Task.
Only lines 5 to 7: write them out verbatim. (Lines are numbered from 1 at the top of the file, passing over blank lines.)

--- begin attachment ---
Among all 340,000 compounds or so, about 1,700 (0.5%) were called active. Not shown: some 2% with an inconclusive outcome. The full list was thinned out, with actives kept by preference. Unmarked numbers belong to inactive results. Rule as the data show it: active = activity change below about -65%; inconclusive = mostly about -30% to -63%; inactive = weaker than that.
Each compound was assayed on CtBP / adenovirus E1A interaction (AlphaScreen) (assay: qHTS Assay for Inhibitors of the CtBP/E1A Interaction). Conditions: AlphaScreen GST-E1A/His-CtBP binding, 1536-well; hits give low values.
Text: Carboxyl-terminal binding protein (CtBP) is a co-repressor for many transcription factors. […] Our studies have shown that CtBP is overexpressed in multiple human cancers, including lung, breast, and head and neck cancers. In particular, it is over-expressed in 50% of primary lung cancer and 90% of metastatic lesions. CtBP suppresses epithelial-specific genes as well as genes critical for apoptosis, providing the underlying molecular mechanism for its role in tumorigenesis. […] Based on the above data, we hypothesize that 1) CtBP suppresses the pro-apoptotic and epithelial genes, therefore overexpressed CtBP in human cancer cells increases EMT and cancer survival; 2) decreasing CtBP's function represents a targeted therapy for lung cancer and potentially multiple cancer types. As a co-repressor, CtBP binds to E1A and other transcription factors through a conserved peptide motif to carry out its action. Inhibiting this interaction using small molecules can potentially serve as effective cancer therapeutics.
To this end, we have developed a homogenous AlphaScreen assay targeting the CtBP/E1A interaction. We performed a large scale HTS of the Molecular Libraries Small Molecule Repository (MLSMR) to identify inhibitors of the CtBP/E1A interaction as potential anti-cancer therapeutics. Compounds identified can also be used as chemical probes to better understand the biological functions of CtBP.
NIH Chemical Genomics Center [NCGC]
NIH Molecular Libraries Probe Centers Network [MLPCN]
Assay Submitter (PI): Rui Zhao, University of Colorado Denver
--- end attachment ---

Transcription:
NIH Chemical Genomics Center [NCGC]
NIH Molecular Libraries Probe Centers Network [MLPCN]
Assay Submitter (PI): Rui Zhao, University of Colorado Denver